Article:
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23 gal rear fuel tank - ??

 
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Stan
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PostPosted: Tue Dec 01, 2015 7:58 am    Post subject: 23 gal rear fuel tank - ?? Reply with quote

Ok - for you guys who are using the 23 gal rear tank that WHs and TBPS sell ; Do they fill/take fuel fairly easy ? - unlike my factory 12.5 gal . that I have to ease it in there.
Also ; how accurate on your fuel gage have you found the pickup tube/ float to be? Are they semi calibrated from the vendor or did you have to adjust them yourself before install ?
It looks like the 23 gal tank sits down about 3" lower than the factory tank except toward the bumper where it's the same depth. Anyone notice a loss useable of ground clearance ?
Stan

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regshawn
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PostPosted: Wed Dec 02, 2015 3:13 pm    Post subject: Reply with quote

Stan... it takes it full throttle and deeper then a Salem girl! Wink
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Stan
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PostPosted: Wed Dec 02, 2015 3:40 pm    Post subject: Reply with quote

LOL
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DirtDonk
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PostPosted: Tue Dec 15, 2015 8:10 pm    Post subject: Reply with quote

Hey Stan.
The tanks do hang lower, so depending on your wheeling style, it might or might not be an issue. The NWMP type (forgot the new name again!) does not hang as low as the Sherman, but is held on by a strap that can be troublesome if wheeled very hard.
I ran mine for 15 years or so and even landed on it a few times, with no real trouble other than some slight denting. However, friends of mine using the same tank have literally had it fall out on the trail because they'd whacked it so hard so many times that the deformation and loosening of the strap allowed the J-bolt to pop out.
A little bending of the strap, some weld-washers and bolts (in place of the J-bolt and t-slot) got rid of that issue forever. The tank is still semi-mangled, but won't be falling out anytime soon.
In my mind, lower is a reasonable compromise for the larger capacity. But if you're a wheelin' demon, and not easy on your equipment, then one of the other styles, or a custom might be in order.

The filling is quite nice. I don't remember hearing of anyone complaining about any of the aftermarket tanks being hard to fill.
About the only thing I would worry about is filling any of them to the top. Because they are (most of them anyway?) made without the filler neck protruding down into the tank, there is very little air space at the top for expansion. I don't know why, but I've never had any expansion overflowing out of my filler. But theoretically it should happen often with a fully filled tank.
Just something to be aware of.

As for the gauges? We do in fact verify (and tweak if needed) that every sending unit falls within the factory specifications. However, that RARELY ends up with an accurately reading gauge. Unfortunately.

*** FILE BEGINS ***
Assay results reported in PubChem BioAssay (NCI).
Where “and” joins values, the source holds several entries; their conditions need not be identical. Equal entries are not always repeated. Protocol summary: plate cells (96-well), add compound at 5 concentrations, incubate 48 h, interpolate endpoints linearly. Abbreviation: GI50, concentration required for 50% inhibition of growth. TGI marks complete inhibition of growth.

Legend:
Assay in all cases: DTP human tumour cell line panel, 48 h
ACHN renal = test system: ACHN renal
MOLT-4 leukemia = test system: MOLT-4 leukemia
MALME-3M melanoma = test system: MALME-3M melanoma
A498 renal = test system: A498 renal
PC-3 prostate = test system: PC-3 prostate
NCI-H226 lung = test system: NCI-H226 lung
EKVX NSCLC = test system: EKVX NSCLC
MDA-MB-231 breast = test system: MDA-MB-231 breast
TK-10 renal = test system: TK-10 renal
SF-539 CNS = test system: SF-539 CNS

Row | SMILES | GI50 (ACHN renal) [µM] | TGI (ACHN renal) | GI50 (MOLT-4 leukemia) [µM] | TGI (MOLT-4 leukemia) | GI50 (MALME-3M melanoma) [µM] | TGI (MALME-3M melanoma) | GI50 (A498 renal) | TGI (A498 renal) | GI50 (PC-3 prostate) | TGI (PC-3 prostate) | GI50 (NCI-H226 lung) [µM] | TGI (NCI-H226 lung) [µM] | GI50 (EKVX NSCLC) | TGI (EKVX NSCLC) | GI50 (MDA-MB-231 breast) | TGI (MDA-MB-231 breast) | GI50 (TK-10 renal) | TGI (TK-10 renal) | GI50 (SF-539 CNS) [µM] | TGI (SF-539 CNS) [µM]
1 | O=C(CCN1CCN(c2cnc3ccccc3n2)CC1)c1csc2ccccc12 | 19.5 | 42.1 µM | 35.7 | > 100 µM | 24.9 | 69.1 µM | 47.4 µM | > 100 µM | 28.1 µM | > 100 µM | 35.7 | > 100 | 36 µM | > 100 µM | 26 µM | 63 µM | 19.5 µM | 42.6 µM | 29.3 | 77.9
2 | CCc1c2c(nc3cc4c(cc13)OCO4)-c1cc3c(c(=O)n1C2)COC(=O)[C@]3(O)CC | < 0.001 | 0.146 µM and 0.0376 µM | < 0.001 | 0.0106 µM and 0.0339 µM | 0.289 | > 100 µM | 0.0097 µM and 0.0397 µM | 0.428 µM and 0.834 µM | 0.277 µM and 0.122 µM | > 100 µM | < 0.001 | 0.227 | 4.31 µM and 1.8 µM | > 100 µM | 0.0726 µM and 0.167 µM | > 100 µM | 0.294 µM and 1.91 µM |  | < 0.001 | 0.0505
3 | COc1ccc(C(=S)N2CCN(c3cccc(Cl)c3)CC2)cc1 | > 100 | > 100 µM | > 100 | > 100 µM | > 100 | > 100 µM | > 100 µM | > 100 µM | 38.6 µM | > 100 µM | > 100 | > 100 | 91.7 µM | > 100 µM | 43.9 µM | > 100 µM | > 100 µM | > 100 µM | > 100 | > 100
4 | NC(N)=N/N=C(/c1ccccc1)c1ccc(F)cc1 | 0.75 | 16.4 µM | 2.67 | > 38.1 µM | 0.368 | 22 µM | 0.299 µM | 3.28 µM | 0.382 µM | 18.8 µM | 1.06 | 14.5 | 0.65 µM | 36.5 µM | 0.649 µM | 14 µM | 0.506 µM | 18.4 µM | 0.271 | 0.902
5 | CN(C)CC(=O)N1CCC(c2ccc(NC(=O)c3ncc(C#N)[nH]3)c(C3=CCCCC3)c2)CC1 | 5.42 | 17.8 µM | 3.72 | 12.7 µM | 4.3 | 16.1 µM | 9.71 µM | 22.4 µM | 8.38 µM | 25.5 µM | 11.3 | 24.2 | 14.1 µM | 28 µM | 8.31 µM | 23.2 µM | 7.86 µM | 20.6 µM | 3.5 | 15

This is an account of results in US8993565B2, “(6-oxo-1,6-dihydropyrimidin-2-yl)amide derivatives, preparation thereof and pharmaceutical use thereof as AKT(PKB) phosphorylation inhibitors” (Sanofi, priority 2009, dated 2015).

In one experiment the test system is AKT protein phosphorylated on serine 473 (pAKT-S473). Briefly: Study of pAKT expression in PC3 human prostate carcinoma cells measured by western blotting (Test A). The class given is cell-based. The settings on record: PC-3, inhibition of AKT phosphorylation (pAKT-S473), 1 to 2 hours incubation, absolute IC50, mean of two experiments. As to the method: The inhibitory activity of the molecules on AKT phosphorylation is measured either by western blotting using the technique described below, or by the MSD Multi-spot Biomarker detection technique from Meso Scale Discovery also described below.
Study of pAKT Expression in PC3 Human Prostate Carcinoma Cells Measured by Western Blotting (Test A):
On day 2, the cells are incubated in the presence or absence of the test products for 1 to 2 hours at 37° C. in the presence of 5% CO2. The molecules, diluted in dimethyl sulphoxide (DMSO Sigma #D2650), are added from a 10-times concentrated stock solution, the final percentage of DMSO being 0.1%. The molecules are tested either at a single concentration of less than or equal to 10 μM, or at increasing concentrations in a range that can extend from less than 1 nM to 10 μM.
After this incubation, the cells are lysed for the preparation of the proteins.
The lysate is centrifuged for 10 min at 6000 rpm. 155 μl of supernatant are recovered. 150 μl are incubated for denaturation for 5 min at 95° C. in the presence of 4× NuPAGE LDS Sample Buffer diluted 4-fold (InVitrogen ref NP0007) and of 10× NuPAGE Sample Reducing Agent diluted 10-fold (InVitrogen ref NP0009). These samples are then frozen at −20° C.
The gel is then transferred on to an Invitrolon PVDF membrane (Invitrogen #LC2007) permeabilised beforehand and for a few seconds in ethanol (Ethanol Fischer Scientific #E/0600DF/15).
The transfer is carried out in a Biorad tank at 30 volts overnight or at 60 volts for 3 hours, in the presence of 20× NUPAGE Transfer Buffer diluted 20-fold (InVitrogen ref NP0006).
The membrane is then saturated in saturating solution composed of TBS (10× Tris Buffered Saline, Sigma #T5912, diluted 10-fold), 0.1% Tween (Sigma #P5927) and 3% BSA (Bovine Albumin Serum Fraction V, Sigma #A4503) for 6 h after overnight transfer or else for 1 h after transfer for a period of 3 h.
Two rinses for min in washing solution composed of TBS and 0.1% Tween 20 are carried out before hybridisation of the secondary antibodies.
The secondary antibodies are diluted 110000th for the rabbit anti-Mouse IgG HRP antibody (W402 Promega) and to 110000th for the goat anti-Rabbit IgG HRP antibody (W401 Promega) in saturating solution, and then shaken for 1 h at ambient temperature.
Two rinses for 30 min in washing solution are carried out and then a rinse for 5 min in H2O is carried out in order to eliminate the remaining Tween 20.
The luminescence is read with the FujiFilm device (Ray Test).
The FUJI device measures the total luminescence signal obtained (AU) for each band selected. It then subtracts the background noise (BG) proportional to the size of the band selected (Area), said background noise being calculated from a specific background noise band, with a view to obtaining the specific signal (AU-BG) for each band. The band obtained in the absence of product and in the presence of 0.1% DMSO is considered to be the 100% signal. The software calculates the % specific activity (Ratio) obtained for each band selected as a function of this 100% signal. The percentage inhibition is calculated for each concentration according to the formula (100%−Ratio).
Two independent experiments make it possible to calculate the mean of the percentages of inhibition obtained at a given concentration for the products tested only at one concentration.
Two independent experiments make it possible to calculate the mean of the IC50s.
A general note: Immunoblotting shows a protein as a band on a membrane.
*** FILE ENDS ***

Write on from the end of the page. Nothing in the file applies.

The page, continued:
The ONLY way to do a correct installation of a new unit, whether factory replacement OR an aftermarket type, is to connect it to the system before installing it in the tank. Turn on the key and check it through it's entire range. Then, if needed, bend and tweak the arm and stops until your gauge reads within a satisfactory range. I adjusted mine so that it read just above full and just below empty. You might like yours another way, but that's how most of the cars I've ever driven in read, so that's what I'm used to.

There is somewhat of a disconnect between accuracy down to the gallon and the time/distance the needle travels in the gauge at different points of fill. Similar to the original tanks, the odd shape gives the fuel less area in the lower section than the middle. And a factory tank had less in the upper range too, so had non-linear reading sending units (see some of Chuck's discussions on this) while most aftermarket sending units change ohms in a linear fashion that's not conducive to an odd-shaped tank.
However, we do use BC's sending units when they're available, and sometimes they're custom made non-linear models (or used to be anyway) so unless that has changed, the Sherman might get a more consistently reading gauge. Assuming all the planets align and your almost-50-ish year old truck's electricals are still functioning.

Anyway, I know this was a couple of weeks ago, but this is my first time here in awhile (couldn't log on for a bit, then quit out of frustration) so thought I'd make up for it with a few extra paragraphs!

Paul

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WWW.WILDHORSES4X4.COM Mr. Green
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TonyNokes
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PostPosted: Mon Jan 11, 2016 10:59 pm    Post subject: Reply with quote

So, Stan and I seem to have the same questions! I knocked my stock 50 year old tank loose on the Rubicon this year and now it is seeping fuel Crying or Very sad

So, who makes the best ~23 gallon tank? I have a 2" body lift and want to take advantage of that extra space. I know Sunset Metal Fab in Vernonia now makes the old NWMF tanks, so I might save on shipping.

It looks like there are two main tanks on the market; the Sherman and the NWMF/Sunset tanks. Bob in Albany also makes tanks but I have heard nothing about them.

I am leaning towards the Sherman from WH's (partially because Paul is so helpful/responsive) but shipping is a concern. Looking for comments